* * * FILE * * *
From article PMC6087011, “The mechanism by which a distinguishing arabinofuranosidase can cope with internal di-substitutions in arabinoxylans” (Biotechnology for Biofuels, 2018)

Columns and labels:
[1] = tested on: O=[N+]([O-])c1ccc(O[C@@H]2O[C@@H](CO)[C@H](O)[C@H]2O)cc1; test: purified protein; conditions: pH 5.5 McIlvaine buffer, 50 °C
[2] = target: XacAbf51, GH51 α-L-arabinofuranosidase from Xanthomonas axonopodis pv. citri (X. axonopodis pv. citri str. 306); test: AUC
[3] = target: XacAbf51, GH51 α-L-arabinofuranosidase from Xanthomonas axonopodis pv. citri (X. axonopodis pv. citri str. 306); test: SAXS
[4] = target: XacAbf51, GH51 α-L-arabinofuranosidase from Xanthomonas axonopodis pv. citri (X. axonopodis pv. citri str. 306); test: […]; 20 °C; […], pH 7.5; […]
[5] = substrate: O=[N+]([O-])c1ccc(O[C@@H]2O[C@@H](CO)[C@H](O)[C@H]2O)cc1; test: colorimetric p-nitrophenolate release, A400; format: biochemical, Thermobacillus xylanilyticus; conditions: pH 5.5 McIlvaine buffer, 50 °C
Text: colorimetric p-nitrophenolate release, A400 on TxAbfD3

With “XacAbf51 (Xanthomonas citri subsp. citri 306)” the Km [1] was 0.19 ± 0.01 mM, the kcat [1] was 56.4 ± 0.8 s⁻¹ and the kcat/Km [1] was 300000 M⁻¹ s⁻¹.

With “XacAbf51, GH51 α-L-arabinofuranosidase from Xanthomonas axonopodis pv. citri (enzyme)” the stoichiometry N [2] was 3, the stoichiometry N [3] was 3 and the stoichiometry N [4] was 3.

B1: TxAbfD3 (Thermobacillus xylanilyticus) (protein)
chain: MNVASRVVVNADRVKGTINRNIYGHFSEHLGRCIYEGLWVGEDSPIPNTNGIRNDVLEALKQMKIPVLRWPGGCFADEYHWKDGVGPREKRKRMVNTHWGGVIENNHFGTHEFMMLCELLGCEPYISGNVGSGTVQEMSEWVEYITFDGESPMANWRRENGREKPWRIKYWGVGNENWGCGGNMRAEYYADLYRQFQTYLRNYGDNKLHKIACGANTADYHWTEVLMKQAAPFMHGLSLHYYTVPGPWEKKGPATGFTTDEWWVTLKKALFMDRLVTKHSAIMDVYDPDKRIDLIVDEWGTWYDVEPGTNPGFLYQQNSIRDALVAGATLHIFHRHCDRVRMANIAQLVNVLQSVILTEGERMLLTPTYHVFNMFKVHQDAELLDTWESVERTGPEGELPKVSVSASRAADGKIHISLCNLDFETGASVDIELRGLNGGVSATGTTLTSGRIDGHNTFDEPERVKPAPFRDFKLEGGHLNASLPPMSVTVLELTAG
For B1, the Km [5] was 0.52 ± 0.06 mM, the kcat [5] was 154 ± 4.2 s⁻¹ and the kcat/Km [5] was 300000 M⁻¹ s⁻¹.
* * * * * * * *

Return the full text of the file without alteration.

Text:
From article PMC6087011, “The mechanism by which a distinguishing arabinofuranosidase can cope with internal di-substitutions in arabinoxylans” (Biotechnology for Biofuels, 2018)

Columns and labels:
[1] = tested on: O=[N+]([O-])c1ccc(O[C@@H]2O[C@@H](CO)[C@H](O)[C@H]2O)cc1; test: purified protein; conditions: pH 5.5 McIlvaine buffer, 50 °C
[2] = target: XacAbf51, GH51 α-L-arabinofuranosidase from Xanthomonas axonopodis pv. citri (X. axonopodis pv. citri str. 306); test: AUC
[3] = target: XacAbf51, GH51 α-L-arabinofuranosidase from Xanthomonas axonopodis pv. citri (X. axonopodis pv. citri str. 306); test: SAXS
[4] = target: XacAbf51, GH51 α-L-arabinofuranosidase from Xanthomonas axonopodis pv. citri (X. axonopodis pv. citri str. 306); test: […]; 20 °C; […], pH 7.5; […]
[5] = substrate: O=[N+]([O-])c1ccc(O[C@@H]2O[C@@H](CO)[C@H](O)[C@H]2O)cc1; test: colorimetric p-nitrophenolate release, A400; format: biochemical, Thermobacillus xylanilyticus; conditions: pH 5.5 McIlvaine buffer, 50 °C
Text: colorimetric p-nitrophenolate release, A400 on TxAbfD3

With “XacAbf51 (Xanthomonas citri subsp. citri 306)” the Km [1] was 0.19 ± 0.01 mM, the kcat [1] was 56.4 ± 0.8 s⁻¹ and the kcat/Km [1] was 300000 M⁻¹ s⁻¹.

With “XacAbf51, GH51 α-L-arabinofuranosidase from Xanthomonas axonopodis pv. citri (enzyme)” the stoichiometry N [2] was 3, the stoichiometry N [3] was 3 and the stoichiometry N [4] was 3.

B1: TxAbfD3 (Thermobacillus xylanilyticus) (protein)
chain: MNVASRVVVNADRVKGTINRNIYGHFSEHLGRCIYEGLWVGEDSPIPNTNGIRNDVLEALKQMKIPVLRWPGGCFADEYHWKDGVGPREKRKRMVNTHWGGVIENNHFGTHEFMMLCELLGCEPYISGNVGSGTVQEMSEWVEYITFDGESPMANWRRENGREKPWRIKYWGVGNENWGCGGNMRAEYYADLYRQFQTYLRNYGDNKLHKIACGANTADYHWTEVLMKQAAPFMHGLSLHYYTVPGPWEKKGPATGFTTDEWWVTLKKALFMDRLVTKHSAIMDVYDPDKRIDLIVDEWGTWYDVEPGTNPGFLYQQNSIRDALVAGATLHIFHRHCDRVRMANIAQLVNVLQSVILTEGERMLLTPTYHVFNMFKVHQDAELLDTWESVERTGPEGELPKVSVSASRAADGKIHISLCNLDFETGASVDIELRGLNGGVSATGTTLTSGRIDGHNTFDEPERVKPAPFRDFKLEGGHLNASLPPMSVTVLELTAG
For B1, the Km [5] was 0.52 ± 0.06 mM, the kcat [5] was 154 ± 4.2 s⁻¹ and the kcat/Km [5] was 300000 M⁻¹ s⁻¹.